Second Spill in the Gulf: State Dept. Delays Tar Sands Decision

Today, emergency response teams in the gulf are torn between two disasters: the ongoing cleanup of the BP disaster and a new oil geyser spewing into the Gulf near Jefferson Parish, LA. In Michigan, teams are still working to contain a spill from a ruptured pipe that threatens the Kalamazoo River. Horrifying images are emerging from China, where an emergency worker nearly drowned in oil while working to contain a spill that now covers over 150 square miles off the coast of China.

At the same time as these pipelines are spewing toxic oil into bodies of water around the country and around the globe, the State Department has pushed back its decision on permitting the Keystone XL project, a huge pipeline carrying extraordinarily toxic tar sands oil from Canada down to the gulf coast. On its proposed 1700-mile path, this pipe crosses over numerous bodies of water and productive farmland, and, were a spill to occur, could contaminate the largest aquifer in the Great Plains.

This week, the EPA released comments on the project’s draft environmental impact statement, compiled by the State Department. In these comments, the EPA highlights the document’s inadequate consideration of pipeline safety and spill response issues.

Since tar sands oil by itself is too thick to be transported by pipeline, it must be diluted with a mixture of chemicals. The EPA notes that these chemicals “may negatively impact the efficacy of traditional floating oil spill response equipment or response strategies” and further criticizes the fact that the EIS “does not emphasize the primary effect of an oil spill, i.e., acute toxicity to the aquatic environment.” In addition, the EPA voices concern that the higher quantity of sulfur in all tar sands oil will result in increased corrosion of the pipeline walls, making a spill more likely to occur.

The EPA also faults the State Department’s report for failing to include an Emergency Response Plan. Given the oil industry’s recent track record of pipeline safety and their demonstrated lack of preparedness to deal with spills, it would be unconscionable to allow this pipeline, with all its additional environmental and safety concerns, to go forward without a comprehensive, publicly distributed Emergency Response Plan.

In making these comments, the EPA and Administrator Lisa Jackson stand as a model of government doing its job to respond to the risks of dirty fossil fuels to our environment and to our public health. The State Department, which has just announced that it will not make a final decision on the Keystone XL project until after a final Environmental Impact Statement is released, must address all of EPA’s concerns within the revised document. Any project that could cause yet another catastrophic, toxic spill is clearly not in our national interest.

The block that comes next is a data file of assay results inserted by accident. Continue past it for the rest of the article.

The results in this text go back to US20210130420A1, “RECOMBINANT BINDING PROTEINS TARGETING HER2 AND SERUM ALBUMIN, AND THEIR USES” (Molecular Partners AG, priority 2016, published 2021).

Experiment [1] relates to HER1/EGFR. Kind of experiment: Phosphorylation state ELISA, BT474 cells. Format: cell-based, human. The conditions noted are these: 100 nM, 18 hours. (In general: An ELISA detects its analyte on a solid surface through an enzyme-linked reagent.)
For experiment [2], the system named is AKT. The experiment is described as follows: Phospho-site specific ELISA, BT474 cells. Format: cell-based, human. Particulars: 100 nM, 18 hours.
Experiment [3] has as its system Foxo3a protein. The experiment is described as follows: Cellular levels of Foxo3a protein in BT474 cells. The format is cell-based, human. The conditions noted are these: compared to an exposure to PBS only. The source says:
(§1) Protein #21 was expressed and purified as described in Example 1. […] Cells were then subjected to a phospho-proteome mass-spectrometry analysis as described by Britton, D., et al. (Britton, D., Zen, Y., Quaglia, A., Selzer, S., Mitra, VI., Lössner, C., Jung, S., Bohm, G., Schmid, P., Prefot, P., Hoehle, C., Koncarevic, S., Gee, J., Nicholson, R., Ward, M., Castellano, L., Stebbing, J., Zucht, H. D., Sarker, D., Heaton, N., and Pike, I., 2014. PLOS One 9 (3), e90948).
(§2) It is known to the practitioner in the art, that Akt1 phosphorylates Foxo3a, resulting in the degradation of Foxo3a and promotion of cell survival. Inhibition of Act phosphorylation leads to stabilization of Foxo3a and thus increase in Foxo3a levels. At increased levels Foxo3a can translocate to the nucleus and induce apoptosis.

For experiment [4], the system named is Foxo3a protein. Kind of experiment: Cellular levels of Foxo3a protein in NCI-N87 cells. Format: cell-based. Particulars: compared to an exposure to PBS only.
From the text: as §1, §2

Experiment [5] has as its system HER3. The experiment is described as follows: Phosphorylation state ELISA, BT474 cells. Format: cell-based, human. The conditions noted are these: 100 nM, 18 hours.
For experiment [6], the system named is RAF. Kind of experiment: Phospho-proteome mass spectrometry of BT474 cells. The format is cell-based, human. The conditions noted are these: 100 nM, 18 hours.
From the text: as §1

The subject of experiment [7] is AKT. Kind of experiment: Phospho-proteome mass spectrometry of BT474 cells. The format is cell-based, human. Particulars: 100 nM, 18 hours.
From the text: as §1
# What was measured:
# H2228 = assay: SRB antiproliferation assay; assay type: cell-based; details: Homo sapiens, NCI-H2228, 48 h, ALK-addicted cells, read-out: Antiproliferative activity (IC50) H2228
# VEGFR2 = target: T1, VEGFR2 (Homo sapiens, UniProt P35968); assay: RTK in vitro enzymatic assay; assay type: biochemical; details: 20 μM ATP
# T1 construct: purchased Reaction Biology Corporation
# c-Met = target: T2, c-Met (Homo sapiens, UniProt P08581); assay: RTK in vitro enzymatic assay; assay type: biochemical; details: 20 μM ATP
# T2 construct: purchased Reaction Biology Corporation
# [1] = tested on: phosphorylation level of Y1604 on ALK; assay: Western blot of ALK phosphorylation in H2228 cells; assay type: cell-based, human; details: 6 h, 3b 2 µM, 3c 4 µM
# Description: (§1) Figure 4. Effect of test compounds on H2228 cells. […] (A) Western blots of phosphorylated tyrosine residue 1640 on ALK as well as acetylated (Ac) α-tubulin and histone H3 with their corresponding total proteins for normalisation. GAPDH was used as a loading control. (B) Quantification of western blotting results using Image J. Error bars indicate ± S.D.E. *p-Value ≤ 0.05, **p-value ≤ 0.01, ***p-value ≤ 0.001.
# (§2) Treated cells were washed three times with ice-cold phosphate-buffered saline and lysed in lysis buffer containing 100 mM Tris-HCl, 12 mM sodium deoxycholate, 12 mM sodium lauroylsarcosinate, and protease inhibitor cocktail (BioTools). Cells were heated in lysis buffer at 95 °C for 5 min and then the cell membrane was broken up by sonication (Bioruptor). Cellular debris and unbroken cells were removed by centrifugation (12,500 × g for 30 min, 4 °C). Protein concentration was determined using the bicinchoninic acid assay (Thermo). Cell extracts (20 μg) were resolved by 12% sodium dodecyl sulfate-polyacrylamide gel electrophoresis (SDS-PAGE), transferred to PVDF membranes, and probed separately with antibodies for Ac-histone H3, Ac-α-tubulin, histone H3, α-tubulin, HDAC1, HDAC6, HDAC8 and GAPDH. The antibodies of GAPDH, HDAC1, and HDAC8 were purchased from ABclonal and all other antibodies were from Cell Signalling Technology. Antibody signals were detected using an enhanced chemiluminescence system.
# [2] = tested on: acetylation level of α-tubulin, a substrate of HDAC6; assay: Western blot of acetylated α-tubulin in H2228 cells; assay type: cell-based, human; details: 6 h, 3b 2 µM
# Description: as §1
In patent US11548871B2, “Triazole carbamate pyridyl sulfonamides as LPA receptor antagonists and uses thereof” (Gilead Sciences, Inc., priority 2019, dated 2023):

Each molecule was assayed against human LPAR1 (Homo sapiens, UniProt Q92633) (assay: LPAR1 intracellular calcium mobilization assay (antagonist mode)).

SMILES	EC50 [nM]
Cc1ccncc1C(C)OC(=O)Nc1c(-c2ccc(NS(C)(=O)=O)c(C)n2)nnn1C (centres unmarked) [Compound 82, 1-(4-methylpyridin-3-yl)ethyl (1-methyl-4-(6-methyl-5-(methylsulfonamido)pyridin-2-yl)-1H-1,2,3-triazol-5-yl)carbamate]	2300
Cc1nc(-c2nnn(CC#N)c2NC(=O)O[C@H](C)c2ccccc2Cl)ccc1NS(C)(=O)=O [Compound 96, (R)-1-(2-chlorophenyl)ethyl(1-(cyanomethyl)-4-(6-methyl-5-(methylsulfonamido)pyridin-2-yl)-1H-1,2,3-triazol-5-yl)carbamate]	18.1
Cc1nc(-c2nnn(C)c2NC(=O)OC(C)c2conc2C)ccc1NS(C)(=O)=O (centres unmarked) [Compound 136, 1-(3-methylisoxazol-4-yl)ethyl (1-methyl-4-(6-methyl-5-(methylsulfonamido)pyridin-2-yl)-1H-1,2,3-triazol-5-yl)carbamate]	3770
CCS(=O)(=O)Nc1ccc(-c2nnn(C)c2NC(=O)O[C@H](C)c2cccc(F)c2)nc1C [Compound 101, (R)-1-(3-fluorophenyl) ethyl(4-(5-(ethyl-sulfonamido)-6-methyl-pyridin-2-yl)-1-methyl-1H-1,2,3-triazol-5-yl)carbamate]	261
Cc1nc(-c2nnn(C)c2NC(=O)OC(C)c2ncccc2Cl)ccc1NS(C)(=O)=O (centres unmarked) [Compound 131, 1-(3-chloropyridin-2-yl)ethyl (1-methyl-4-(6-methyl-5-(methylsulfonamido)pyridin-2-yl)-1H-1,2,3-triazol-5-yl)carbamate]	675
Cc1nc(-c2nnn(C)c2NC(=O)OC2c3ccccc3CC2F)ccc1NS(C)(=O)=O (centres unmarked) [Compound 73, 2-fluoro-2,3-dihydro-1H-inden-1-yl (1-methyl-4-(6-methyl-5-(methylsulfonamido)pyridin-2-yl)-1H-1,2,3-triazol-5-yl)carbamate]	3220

3 Responses to “Second Spill in the Gulf: State Dept. Delays Tar Sands Decision”


  1. 1 Matt7195 Jul 28th, 2010 at 4:35 pm

    WHY ISN’T THIS NEW SPILL IN THE GULF BEING REPORTED!!!????!!

    None of the major news organizations have any reports or headlines about the Jefferson Parish accident! They’re reporting about the poor response by Coast Guard Firefighters to Deepwater Horizon. This is absurd! How can we ever expect change when the news is so one-sided?

  2. 2 The Destructionist Jul 29th, 2010 at 8:14 pm

    On Monday night (July 26) an oil pipeline – owned by Enbridge Energy Inc. – burst and spilled over 1,000,000+ gallons of crude into the Kalamazoo River near Battle Creek, Michigan. Michiganders are scrambling to stop the flow from getting into Lake Michigan, but I fear their efforts are in vain.

    According to the latest local news reports, it seems that Enbridge was slow to react to the emergency, while under reporting the actual amount of oil that was leaked into the river. Since Monday, the situation has grown even worse. Birds and other animal wildlife, coated with oil, have been found. People living along the river have been warned to evacuate the area along the river way and not to drink their well water for fear of contamination.

    1,000,000+ gallons of oil may not sound like much to some, considering the amount of oil now floating just underwater in the Gulf of Mexico, but in such a confined area – like the Kalamazoo River – that amount is devastating. As the oil continues to flow west, it will soon reach Lake Michigan, affecting the drinking water of millions of people, killing all wildlife, and despoiling the true beauty of the great lake.

    I’m really starting to believe that corporations don’t give a damn about anything other than their profits. As I stated in one of my previous blog posts (Who Put Corporations in Charge?), “…what good is money, after all, if you don’t have air to breathe, water to drink, or food to eat without fear of contamination?”

  1. 1 Is Nature Trying To Tell Us Something? « The Confluence Trackback on Jul 27th, 2010 at 8:01 pm
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About Elizabeth


Elizabeth recently graduated from Williams College in Massachusetts. Originally from Cleveland, Ohio, she is interested in the intersection of environmentalism, urban development, public policy, and politics. She is currently working in Washington, DC.

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